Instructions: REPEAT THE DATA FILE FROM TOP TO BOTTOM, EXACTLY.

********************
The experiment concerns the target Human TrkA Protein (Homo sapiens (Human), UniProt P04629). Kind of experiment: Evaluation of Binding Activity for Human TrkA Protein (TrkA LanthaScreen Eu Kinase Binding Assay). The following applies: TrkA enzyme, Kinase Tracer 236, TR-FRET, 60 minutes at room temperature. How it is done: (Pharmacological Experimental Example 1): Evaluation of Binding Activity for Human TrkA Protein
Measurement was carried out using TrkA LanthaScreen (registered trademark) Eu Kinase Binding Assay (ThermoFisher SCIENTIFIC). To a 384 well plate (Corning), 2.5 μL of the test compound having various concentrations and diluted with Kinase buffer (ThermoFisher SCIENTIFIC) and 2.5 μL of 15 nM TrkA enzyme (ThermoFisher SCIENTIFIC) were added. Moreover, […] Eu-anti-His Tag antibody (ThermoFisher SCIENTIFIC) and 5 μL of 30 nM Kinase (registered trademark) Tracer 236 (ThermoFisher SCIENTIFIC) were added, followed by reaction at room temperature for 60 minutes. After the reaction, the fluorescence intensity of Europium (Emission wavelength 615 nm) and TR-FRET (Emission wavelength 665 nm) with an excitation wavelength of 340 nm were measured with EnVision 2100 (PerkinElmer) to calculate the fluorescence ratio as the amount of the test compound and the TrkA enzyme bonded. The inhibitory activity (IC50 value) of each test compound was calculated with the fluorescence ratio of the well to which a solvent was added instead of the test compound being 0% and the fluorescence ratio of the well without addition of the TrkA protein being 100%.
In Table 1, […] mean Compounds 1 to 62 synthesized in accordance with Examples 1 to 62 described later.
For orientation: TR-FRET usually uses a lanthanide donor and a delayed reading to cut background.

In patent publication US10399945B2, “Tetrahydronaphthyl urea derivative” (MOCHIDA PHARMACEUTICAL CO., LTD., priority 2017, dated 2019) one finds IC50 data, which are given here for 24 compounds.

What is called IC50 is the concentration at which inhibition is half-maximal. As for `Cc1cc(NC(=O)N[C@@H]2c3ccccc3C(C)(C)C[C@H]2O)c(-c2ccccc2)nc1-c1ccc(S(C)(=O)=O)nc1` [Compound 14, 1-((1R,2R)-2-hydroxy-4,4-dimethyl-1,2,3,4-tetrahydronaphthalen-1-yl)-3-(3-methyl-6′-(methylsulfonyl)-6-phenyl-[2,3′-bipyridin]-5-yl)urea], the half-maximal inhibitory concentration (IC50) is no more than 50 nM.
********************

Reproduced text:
The experiment concerns the target Human TrkA Protein (Homo sapiens (Human), UniProt P04629). Kind of experiment: Evaluation of Binding Activity for Human TrkA Protein (TrkA LanthaScreen Eu Kinase Binding Assay). The following applies: TrkA enzyme, Kinase Tracer 236, TR-FRET, 60 minutes at room temperature. How it is done: (Pharmacological Experimental Example 1): Evaluation of Binding Activity for Human TrkA Protein
Measurement was carried out using TrkA LanthaScreen (registered trademark) Eu Kinase Binding Assay (ThermoFisher SCIENTIFIC). To a 384 well plate (Corning), 2.5 μL of the test compound having various concentrations and diluted with Kinase buffer (ThermoFisher SCIENTIFIC) and 2.5 μL of 15 nM TrkA enzyme (ThermoFisher SCIENTIFIC) were added. Moreover, […] Eu-anti-His Tag antibody (ThermoFisher SCIENTIFIC) and 5 μL of 30 nM Kinase (registered trademark) Tracer 236 (ThermoFisher SCIENTIFIC) were added, followed by reaction at room temperature for 60 minutes. After the reaction, the fluorescence intensity of Europium (Emission wavelength 615 nm) and TR-FRET (Emission wavelength 665 nm) with an excitation wavelength of 340 nm were measured with EnVision 2100 (PerkinElmer) to calculate the fluorescence ratio as the amount of the test compound and the TrkA enzyme bonded. The inhibitory activity (IC50 value) of each test compound was calculated with the fluorescence ratio of the well to which a solvent was added instead of the test compound being 0% and the fluorescence ratio of the well without addition of the TrkA protein being 100%.
In Table 1, […] mean Compounds 1 to 62 synthesized in accordance with Examples 1 to 62 described later.
For orientation: TR-FRET usually uses a lanthanide donor and a delayed reading to cut background.

In patent publication US10399945B2, “Tetrahydronaphthyl urea derivative” (MOCHIDA PHARMACEUTICAL CO., LTD., priority 2017, dated 2019) one finds IC50 data, which are given here for 24 compounds.

What is called IC50 is the concentration at which inhibition is half-maximal. As for `Cc1cc(NC(=O)N[C@@H]2c3ccccc3C(C)(C)C[C@H]2O)c(-c2ccccc2)nc1-c1ccc(S(C)(=O)=O)nc1` [Compound 14, 1-((1R,2R)-2-hydroxy-4,4-dimethyl-1,2,3,4-tetrahydronaphthalen-1-yl)-3-(3-methyl-6′-(methylsulfonyl)-6-phenyl-[2,3′-bipyridin]-5-yl)urea], the half-maximal inhibitory concentration (IC50) is no more than 50 nM.